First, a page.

Outlining A Setting

Today I’m going to be continuing from last week’s post; last time I did the broad outline of the multiverse itself, where today I’ll be detailing the most important parts of it. In this case, that means the Travelers, the biggest cliques of them, and some of the regions of the slow tumult of shifting worlds they inhabit.

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So let’s talk about the Travelers – individuals attuned to either Order or Chaos, who can walk between the worlds, manipulate the fabric of them to a degree, and who can manipulate the entropic charge of a world they’re in, either packaging some up to move away or dumping some that they’re carrying into the world.

There’s no requirement that these creatures originally be human – unless the multiverse operates according to some meta-anthropocentric principle, humans shouldn’t be any more common than any other kind of Traveler. At the same time, the attunement and ability to rewrite things also means that a Traveler can reshape themselves over time; belonging to a given clique might involve adapting yourself to look like them, too.

This has advantages and disadvantages, from the standpoint of writing them – the advantage is that as long as they seem internally consistent, you don’t have any reason to write a given Traveler as having a human mindset. You can write them as alien as you like, following thought processes that have nothing to do with human thought modes. It allows for some deeply disturbing antagonists and allies to be written into existence.

The disadvantage is that unless you’re good at writing interesting and comprehensible alien minds, you’re still going to want to stick to a human-analogue for any viewpoint Travelers until you’ve established the reader in the world. Travelers that aren’t relatively new and human are going to be hard to make an audience comfortable with while they’re still getting settled into the setting itself.

Use the human one to establish the rules that all the others have to follow, and writing the others gets a bit easier. With that in mind, let’s talk about the rules for Travelers: what they can do, what they can’t do, and what they wish they could do but can’t.

What they can do is travel between the worlds of the multiverse, as easily as walking from one room to the next. This requires actual motion on their part – while there are almost definitely sapient plants among them, there aren’t any that are permanently rooted in place. You can trap one for a while by not giving them enough room to make the trip, or by preventing them from moving.  Similarly, depending on their attunement, they can either dissolve the rules governing a world in their immediate vicinity, making anything possible, or they can overwrite and impose a different set of rules. Neither one is permanent, and both take a measure of effort on the part of the Traveler. A Traveler could use it to pack a gun into worlds where firearms otherwise won’t work for various reasons, or to let them use what amounts to magic in worlds like ours, but both of these are tiring. One of the few permanent things they can do is siphon off or deposit entropy, either extending or shortening the lifespan of a given world.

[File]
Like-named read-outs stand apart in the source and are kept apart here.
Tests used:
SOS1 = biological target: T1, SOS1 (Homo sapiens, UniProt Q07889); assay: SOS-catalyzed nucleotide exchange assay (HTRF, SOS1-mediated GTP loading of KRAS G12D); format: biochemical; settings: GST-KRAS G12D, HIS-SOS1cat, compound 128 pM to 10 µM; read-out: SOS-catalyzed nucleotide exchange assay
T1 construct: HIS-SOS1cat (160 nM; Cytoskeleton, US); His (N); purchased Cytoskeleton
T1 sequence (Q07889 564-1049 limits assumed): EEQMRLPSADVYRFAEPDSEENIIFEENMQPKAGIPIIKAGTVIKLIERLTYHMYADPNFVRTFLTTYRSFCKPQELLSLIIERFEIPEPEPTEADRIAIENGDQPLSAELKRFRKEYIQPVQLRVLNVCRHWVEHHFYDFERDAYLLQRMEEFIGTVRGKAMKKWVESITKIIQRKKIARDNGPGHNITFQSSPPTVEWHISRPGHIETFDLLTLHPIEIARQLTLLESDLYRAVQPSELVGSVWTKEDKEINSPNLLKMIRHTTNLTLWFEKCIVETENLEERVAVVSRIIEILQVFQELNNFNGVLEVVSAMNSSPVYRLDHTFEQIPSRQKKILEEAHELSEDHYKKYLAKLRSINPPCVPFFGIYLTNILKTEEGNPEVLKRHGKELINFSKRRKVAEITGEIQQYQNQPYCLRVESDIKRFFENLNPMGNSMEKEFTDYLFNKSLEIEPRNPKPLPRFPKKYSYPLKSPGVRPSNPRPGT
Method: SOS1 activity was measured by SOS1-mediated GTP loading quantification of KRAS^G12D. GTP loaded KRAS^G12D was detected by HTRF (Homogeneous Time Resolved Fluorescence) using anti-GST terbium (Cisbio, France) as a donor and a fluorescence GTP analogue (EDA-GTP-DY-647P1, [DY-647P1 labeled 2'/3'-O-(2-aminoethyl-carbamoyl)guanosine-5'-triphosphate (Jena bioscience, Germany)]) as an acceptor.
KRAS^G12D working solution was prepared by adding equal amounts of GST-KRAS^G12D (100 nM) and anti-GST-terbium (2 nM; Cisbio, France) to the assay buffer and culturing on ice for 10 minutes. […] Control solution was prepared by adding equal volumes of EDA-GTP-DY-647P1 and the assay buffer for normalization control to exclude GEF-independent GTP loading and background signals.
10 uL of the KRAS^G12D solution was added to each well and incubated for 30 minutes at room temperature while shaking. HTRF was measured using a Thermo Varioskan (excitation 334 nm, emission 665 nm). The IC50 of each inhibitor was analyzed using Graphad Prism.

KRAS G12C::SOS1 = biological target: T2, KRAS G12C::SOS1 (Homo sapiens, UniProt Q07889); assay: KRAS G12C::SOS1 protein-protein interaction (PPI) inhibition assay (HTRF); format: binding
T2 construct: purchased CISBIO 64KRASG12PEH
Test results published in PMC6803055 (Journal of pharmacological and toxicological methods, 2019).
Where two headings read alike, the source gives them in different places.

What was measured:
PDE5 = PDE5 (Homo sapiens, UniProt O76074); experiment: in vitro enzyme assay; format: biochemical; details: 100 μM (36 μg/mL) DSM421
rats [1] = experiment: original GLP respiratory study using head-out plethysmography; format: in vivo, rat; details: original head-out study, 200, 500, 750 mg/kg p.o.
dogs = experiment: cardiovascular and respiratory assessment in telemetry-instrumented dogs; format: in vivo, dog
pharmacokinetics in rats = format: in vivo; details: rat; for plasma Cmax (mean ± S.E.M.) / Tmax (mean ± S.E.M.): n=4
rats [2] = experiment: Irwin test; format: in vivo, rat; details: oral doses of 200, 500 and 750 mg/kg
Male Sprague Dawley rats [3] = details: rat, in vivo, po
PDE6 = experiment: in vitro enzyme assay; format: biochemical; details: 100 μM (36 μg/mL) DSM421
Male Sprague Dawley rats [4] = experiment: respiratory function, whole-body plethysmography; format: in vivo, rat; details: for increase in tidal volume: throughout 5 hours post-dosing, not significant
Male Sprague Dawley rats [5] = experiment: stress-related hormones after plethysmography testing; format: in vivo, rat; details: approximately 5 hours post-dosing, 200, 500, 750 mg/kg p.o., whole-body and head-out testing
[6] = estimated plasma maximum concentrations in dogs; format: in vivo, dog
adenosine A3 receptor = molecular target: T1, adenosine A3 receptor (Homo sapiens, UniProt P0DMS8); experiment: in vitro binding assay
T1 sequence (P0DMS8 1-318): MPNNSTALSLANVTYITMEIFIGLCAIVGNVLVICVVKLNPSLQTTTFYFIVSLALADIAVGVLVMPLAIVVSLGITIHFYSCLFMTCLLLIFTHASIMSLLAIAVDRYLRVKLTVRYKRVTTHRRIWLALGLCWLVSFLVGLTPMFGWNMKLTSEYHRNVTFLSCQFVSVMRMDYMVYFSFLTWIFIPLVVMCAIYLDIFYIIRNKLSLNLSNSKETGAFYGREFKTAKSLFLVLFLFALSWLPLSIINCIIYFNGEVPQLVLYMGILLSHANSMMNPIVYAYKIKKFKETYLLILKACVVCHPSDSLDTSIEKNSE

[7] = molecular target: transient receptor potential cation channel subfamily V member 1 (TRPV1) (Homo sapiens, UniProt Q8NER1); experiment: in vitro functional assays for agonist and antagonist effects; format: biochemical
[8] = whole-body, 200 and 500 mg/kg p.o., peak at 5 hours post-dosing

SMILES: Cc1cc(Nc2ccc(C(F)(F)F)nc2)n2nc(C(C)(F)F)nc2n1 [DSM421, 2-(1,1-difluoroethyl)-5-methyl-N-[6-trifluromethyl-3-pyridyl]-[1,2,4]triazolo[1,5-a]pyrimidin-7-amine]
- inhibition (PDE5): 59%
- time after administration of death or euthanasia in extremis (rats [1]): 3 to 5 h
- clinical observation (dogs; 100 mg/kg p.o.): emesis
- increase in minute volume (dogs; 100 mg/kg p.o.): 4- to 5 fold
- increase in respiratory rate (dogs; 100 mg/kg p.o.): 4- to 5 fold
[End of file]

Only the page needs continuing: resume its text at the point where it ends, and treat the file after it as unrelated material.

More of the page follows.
What they can’t do is permanently change the rules of a world, no matter how long and hard they try; this doesn’t stop new Travelers from trying, once they realize that they can bend and break the laws of a world. It’s far simpler to simply wander the worlds until you find one that works the way you want, although the odds are you’ll run into other Travelers with similar preferences. They can’t travel without actually moving, and even the ones attuned to Chaos are limited in what they can try when they dissolve the laws of a world – whatever they want has to fit in the area they can influence. They also have to be able to make sense of what they want to do – if they can’t conceptualize what they want, they can’t make it happen.

Naturally, this means every Traveler is chasing rumors and myths of worlds or artifacts that will allow them to do more with their powers with less effort. Worlds that can be shaped by the will of a Traveler to their furthest extent, artifacts that amplify their power to the level of mythic deities, and so on. Each of them is, essentially, a powerful fae creature – but all of them want to be gods. Of such yearnings and cross-purpose desires are stories born.

Next time, I’ll put together a protagonist – a human who finds themself attuned to one of the two sources of power, and who discovers that the entities that their people regard as demigods are a lot more petty and dangerous than they understand.

Outlining A Setting

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